Internal medicine was this past Tuesday. I had the usual blood work, including Vitamin D, Magnesium, and the basic metabolic panel. I'll go down there and look at results tomorrow. Dr. B doesn't deal with my kidneys and HKPP, but tries to manage anything else that comes along, including some of the symptoms associated with these conditions. This includes my ridiculous digestive system and my heart, which loves to race and palpitate over nothing. It gets especially fussy when I try to do anything productive, like laundry or dishes or walking to the mailbox. And if I'm startled in any way, forget it. I have to lie down.
Conclusion: My heart is a jerk. I'm back on a monitor for a little while, to take a look at things. Gone are the days of the Holter. This monitor hangs out on my torso and communicates wirelessly with an app on a cell device.
The electrodes are standard, and they still suck. My skin hates electrodes, so I'll be bringing out the Vaseline or Neosporin or whatever to deal with that. Not a real complaint. It could be worse.
Once I stopped the med, my acid reflux returned with a vengeance, worse than ever, and I began choking again. This has been in the news quite a bit lately, and to my dismay, I am one of the statistics of which they speak. So it's out, as are the two drugs I took prior to this one, omeprazole (PRILOSEC) and pantoprazole (PROTONIX). I'm now eating calcium carbonate tablets and propping up on four pillows until something else can be figured out.
In spite of stopping the PPI, my digestive system has still not recovered, although it is finally seeing a little bit of improvement now that I've increased my magnesium supplementation. I hope the increase will be temporary, since it's making my stomach and back ache like there's no tomorrow. It's always something.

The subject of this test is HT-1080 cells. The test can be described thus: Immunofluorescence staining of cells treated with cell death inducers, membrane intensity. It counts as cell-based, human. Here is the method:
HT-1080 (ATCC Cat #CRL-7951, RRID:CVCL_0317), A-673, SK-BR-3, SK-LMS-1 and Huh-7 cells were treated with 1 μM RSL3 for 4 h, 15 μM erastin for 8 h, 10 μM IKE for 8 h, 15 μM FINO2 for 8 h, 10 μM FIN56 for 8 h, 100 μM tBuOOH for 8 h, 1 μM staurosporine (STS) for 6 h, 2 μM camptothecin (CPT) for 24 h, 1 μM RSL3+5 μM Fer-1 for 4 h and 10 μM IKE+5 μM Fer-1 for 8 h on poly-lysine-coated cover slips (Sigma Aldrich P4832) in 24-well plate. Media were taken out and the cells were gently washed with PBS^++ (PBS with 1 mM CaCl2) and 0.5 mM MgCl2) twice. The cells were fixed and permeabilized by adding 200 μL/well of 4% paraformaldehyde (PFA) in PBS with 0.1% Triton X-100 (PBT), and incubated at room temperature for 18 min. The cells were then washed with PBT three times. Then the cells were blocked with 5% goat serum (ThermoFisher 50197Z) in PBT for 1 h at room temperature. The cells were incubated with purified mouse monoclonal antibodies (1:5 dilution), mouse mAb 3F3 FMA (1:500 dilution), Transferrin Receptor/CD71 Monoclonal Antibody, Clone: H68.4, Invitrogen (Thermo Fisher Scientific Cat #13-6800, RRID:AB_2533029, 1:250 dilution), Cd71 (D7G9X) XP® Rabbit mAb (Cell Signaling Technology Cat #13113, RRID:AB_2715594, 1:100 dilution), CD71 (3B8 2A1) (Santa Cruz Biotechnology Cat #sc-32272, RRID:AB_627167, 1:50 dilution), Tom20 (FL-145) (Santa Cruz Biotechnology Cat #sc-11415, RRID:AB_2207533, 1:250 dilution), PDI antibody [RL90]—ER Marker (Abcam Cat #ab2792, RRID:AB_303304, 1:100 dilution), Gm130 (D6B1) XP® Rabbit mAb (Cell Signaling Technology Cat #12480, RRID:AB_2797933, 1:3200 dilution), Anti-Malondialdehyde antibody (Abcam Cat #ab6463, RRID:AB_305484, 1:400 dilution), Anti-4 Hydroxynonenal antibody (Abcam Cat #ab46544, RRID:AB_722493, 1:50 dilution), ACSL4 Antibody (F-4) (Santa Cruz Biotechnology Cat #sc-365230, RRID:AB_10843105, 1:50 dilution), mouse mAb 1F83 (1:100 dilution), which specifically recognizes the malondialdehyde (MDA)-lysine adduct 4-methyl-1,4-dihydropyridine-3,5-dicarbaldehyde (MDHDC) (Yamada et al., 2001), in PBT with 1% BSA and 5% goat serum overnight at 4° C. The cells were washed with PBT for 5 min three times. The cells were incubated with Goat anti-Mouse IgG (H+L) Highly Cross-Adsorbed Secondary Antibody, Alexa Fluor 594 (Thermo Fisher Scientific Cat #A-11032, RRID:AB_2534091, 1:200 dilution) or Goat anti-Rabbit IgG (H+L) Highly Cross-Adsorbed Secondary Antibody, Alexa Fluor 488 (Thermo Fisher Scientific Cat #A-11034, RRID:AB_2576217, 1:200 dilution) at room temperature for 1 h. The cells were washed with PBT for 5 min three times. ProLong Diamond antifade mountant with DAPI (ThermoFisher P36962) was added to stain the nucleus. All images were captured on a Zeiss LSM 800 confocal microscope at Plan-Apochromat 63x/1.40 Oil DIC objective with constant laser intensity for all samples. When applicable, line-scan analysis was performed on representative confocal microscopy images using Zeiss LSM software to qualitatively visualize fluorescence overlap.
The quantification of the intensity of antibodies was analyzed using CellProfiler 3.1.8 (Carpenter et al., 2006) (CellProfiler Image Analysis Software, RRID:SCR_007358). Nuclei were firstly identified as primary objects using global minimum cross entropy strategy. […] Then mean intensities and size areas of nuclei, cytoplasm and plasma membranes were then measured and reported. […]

As for other meds, I'm still fighting with my insurance about covering them. It amazes me how an insurance establishment thinks they have the right to say that I don't need a drug...like they would have a CLUE. Sometimes I want to say, "Ok, I'll stop taking these pills and go back to work, and YOU can have systemic disease. Deal?" Stop trying to kill me, you dummies.
That's the nice version of what I've really been saying. You're welcome.
I'm nowhere close to getting housing in Mississippi where my renal and muscular dystrophy physicians are, so I am really grateful to Dr. B here at my local clinic in Alabama for being so helpful. He has a medication assistance program that works with my insurance, and this has allowed me to obtain many of the medications that have saved and continue to sustain my life (as well as sort of wreck it, but that's the way the ball bounces when your body attacks itself). This is a no-win situation, and everybody involved knows that, but I'd say most of us are doing all we can do to keep me around. I don't take it for granted.
Next appointments: OBGYN in April, MDA and Renal Clinics in May.